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Smart Home

Amazon opens up the Echo smart speaker to third-party developers

With a new software development kit and a $100 million dollar investment fund, Amazon wants third parties to help make the Alexa-controlled smart speaker even smarter.

Sarah Tew/CNET

Days after making its smart speaker available to the masses, Amazon is opening Echo up to developers, too, with a new set of free tools called the "Alexa Skills Kit," named for the cloud-based voice service that controls the device.

The nation's largest online-based retailer, Amazon is hoping third parties craft new voice-powered capabilities for Echo, bringing new web services and gadgets under Alexa's control and making it a more valuable device in the home. The move comes as the current glut of connected home gadgets drive demand for a singular system capable of tying everything together with a simple interface.

With the Alexa Skills Kit, Amazon stands to make a serious push for the job, as Echo can use its built-in Bluetooth and Wi-Fi radios to communicate directly with devices ranging from smart deadbolts and connected lighting kits to app-enabled kitchen gadgets and wireless security systems. It's an attractive arrangement for the device-makers, many of whom stand to benefit from hitching their wagon to a high-profile name like Amazon.

In addition to the new development kit, Amazon announced the "Alexa Fund," which will see the company provide up to $100 million in investments to support third-party developers, manufacturers and startups. Amazon says that the fund is open to anyone with a good idea on how voice technology like Echo's can improve peoples' lives, and says that investment decisions will be made based on the potential for unique or novel applications of the tools included with the Alexa Skills Kit.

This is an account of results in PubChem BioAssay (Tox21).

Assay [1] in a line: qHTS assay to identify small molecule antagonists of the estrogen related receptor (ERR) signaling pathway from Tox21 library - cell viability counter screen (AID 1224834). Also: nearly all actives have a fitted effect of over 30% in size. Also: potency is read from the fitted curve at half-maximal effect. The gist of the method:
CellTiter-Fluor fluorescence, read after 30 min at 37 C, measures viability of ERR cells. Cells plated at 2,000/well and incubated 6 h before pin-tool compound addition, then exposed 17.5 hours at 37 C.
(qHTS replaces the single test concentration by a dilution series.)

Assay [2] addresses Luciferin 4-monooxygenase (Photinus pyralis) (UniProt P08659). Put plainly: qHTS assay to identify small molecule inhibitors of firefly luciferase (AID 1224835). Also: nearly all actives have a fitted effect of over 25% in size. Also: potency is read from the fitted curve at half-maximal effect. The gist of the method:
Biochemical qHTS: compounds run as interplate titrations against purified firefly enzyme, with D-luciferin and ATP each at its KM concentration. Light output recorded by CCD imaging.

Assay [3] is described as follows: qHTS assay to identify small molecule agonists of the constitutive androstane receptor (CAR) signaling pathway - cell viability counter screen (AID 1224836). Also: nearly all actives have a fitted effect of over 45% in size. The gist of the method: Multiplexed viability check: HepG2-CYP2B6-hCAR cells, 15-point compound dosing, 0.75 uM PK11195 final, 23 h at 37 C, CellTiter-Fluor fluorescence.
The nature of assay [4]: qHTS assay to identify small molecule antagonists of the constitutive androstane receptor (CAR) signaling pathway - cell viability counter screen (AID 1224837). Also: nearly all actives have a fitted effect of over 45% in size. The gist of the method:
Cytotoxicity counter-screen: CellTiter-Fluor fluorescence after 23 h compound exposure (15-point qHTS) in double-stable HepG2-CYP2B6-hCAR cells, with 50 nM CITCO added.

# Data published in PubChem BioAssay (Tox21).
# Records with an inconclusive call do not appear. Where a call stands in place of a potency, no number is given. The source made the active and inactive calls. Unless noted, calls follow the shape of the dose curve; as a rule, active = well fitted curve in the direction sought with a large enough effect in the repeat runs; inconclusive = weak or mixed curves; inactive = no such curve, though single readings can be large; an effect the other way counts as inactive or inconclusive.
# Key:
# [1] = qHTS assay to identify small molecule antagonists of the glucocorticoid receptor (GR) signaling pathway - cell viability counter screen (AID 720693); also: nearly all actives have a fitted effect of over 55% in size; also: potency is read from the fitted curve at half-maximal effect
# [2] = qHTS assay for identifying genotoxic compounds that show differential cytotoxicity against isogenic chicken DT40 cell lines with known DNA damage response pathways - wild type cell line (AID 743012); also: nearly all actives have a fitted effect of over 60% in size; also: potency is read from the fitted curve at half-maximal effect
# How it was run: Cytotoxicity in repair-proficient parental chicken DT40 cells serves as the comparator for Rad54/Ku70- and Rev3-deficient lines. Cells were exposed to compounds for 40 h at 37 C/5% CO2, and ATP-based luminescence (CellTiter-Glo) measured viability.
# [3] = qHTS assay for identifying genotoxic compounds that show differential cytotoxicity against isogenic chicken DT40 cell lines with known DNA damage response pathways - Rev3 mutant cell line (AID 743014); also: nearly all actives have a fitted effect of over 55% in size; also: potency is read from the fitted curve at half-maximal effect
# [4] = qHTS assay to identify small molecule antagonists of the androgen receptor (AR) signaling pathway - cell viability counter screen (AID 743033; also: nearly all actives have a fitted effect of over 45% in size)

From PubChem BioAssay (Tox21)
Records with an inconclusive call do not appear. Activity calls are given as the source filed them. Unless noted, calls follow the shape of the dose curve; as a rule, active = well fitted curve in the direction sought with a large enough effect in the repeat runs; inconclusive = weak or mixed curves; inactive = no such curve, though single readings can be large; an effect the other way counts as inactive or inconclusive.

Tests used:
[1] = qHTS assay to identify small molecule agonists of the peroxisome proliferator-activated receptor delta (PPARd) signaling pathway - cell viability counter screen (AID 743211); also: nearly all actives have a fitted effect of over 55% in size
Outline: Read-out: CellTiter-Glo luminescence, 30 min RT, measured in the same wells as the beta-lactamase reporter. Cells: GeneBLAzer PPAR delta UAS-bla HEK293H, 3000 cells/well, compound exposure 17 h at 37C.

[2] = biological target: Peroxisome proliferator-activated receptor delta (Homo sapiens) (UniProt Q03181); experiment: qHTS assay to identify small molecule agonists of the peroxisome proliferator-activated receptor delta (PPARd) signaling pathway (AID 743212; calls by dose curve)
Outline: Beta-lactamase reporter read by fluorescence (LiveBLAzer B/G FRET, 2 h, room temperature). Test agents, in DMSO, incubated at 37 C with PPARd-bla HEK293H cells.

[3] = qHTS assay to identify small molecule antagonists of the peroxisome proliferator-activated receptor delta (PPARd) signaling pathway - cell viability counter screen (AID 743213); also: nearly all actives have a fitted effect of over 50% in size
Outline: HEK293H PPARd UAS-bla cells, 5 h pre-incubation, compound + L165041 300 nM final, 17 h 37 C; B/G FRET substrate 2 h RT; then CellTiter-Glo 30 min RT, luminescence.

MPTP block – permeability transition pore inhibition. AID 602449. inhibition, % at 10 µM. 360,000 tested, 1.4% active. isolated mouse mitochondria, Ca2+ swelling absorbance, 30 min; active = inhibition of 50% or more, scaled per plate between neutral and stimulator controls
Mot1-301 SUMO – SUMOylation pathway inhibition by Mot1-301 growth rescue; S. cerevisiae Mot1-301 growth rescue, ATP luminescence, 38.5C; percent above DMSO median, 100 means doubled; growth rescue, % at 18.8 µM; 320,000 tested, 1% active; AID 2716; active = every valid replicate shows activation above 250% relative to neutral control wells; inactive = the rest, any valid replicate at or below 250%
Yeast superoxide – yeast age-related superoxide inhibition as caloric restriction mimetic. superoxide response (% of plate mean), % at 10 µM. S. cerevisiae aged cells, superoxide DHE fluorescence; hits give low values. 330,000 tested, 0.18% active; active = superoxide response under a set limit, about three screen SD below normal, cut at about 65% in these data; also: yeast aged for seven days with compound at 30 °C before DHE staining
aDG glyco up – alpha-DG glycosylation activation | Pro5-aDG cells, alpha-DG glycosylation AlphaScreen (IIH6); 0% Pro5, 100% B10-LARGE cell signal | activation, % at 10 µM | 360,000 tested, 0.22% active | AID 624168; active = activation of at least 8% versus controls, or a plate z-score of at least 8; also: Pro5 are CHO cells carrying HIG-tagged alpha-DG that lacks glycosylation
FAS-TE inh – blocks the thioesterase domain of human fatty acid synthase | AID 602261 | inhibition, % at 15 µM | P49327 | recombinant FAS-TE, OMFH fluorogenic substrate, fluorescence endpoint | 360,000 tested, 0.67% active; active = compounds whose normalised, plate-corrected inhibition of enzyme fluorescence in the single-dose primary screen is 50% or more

The fund is investing in several projects at launch, including the ingredient-sensing Orange Chef connected cooking countertop , the Garageio smart garage door system and the Scout DIY home security system . Clearly, Alexa has her sights set on the smart home -- she already offers voice controls for Philips Hue color-changing LED light bulbs and Belkin WeMo automated plugs, and boasts a channel on the free online automation service IFTTT.

Echo already works with IFTTT, Belkin WeMo, and Philips Hue. Expect more integrations by the end of the year. Tyler Lizenby/CNET

Amazon says that it wants to be sure smaller developers can take advantage of the Alexa Fund and Skills Kit, too. Along with integration with popular apps, websites, and smart-home gadgets, Amazon envisions use cases as specific as a hobbyist teaching Alexa to read off her child's school lunch menu each morning.

"When we launched Amazon Echo we immediately heard from developers about the innovative voice experiences they would create if they had access to an SDK (software development kit)," said Greg Hart, vice president, Amazon Echo and Alexa Voice Services. "Today, we're making the Alexa Skills Kit available to any developer, maker or general hobbyist that wants to invent on behalf of customers, creating new skills and capabilities. We can't wait to see what developers are going to invent with this technology."

With the Alexa Skills Kit, developers will be able to translate voice input into device-specific commands, then translate that device's response back into Alexa actions and voice replies. Amazon

In addition, Amazon says that the Alexa Voice Service that powers Amazon Echo will now be available to third-party device manufacturers. That means that it might not be long before you start seeing Alexa showing up in more devices than just Echo. Amazon gives the example of a Wi-Fi alarm clock with Alexa built right in, and also mentions that the smart-home brand Wink is looking into borrowing Alexa's smart-home know-how.

Amazon expects the effort to pay off with new capabilities for Alexa by the end of the year. For now, the Alexa Skills Kit kicks off today with a developer preview.